Looking Back And Ahead: What We’ve Learned From 2021 Retail

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Photo from Forbes

By Forbes

If retailers and consumers think price tags are high today, consider all the non-dollar costs that will influence purchase decisions tomorrow, such as time, convenience and (importantly) experience. Any one of these factors could change a shopper’s choice. Every one of them can coalesce to form expectations that are unparalleled and shifting with every rip of the calendar page.

Yet while the year we’re wrapping up may have been an epic challenge, nearly every month of it delivered a “return” gift waiting to be unpacked. Looking back on the top retail news in 2021, here are nine trends and behaviors that should inform retailer strategies in 2022.

  1. Earth-friendly appetites will persist. The emergence of climate-conscious eating, or choosing to eat foods that align with lower CO2 emissions, is gaining market support. This preference extends beyond food to the packaging it comes in. The next year will be telling for eco-friendly innovators, such as Appeel, maker of edible coating said to extend the lifetime of produce, and VerTerra, which makes carryout (and dine-in) products from sustainable sources, such as balsa wood and fallen leaves.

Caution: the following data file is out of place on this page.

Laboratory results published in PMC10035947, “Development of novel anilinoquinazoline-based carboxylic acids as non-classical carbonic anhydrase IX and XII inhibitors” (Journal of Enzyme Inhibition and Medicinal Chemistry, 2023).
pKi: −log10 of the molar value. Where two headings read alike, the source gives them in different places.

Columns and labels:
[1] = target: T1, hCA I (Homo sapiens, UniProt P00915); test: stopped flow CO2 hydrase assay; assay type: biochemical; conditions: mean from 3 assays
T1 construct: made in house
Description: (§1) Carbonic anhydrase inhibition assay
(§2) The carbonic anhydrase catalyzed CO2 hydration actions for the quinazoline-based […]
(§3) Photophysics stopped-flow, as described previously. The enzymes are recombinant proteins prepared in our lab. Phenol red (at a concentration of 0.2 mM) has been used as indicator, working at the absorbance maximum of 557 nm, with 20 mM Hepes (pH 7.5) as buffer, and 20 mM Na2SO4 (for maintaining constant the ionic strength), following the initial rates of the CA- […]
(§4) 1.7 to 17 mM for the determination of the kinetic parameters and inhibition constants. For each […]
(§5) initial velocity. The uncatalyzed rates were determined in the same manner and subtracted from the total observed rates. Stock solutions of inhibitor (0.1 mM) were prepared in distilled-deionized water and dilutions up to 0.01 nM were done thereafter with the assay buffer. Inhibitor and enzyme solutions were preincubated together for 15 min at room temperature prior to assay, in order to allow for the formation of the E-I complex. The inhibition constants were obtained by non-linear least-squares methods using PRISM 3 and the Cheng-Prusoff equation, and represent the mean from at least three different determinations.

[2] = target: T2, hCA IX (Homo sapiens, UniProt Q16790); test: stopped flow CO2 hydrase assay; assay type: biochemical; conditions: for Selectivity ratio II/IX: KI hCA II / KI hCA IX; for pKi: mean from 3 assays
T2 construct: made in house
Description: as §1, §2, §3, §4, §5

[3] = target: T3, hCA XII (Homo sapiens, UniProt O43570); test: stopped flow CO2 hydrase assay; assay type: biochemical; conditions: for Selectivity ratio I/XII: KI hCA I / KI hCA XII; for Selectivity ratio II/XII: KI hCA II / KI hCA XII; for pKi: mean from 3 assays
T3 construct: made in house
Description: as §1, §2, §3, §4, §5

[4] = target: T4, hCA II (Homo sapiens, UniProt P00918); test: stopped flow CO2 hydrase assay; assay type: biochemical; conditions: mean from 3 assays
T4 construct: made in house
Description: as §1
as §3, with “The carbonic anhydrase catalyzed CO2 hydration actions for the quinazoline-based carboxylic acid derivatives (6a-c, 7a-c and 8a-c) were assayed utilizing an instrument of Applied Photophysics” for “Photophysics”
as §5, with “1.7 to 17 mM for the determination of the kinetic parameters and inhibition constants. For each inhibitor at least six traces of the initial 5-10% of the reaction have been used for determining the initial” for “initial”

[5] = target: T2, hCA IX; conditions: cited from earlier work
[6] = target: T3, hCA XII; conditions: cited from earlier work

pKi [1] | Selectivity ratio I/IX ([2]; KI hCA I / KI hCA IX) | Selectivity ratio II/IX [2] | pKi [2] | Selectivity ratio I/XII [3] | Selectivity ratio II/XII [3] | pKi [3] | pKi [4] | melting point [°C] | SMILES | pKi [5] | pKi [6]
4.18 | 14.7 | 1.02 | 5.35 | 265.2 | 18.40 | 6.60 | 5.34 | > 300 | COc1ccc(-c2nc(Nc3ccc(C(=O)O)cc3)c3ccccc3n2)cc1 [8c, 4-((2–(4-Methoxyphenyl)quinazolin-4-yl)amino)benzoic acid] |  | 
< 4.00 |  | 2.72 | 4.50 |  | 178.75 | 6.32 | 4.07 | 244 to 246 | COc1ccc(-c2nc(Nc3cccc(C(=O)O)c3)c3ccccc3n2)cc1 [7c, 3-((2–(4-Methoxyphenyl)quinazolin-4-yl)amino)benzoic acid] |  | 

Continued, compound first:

2. Technology will serve a bigger role in wellness. In 2021, many consumers struggled with anxiety and depression due to the pandemic, and merchants responded with a range of products to improve restfulness, creativity and a sense of purpose. We’re entering 2022 with the continued hum of uncertainty, so the desire for these products will likely continue. Indeed, the digital therapeutics market is projected to reach $14.5 billion by 2027.
  3. Consumers will visit, and shop, new stores. Nearly 3,000 stores were expected to close in 2021, but close to 6,000 retail openings were announced through the first three quarters of the year. Look closer at the kinds of retail experiences that are being added, and one can see the decisions behind these additions hinge on emotional values: the human urge to resume social activities and to pamper ourselves in indulgent, frivolous activities. Retailers that make these experiences easy (and accessible) will more likely attract traffic.

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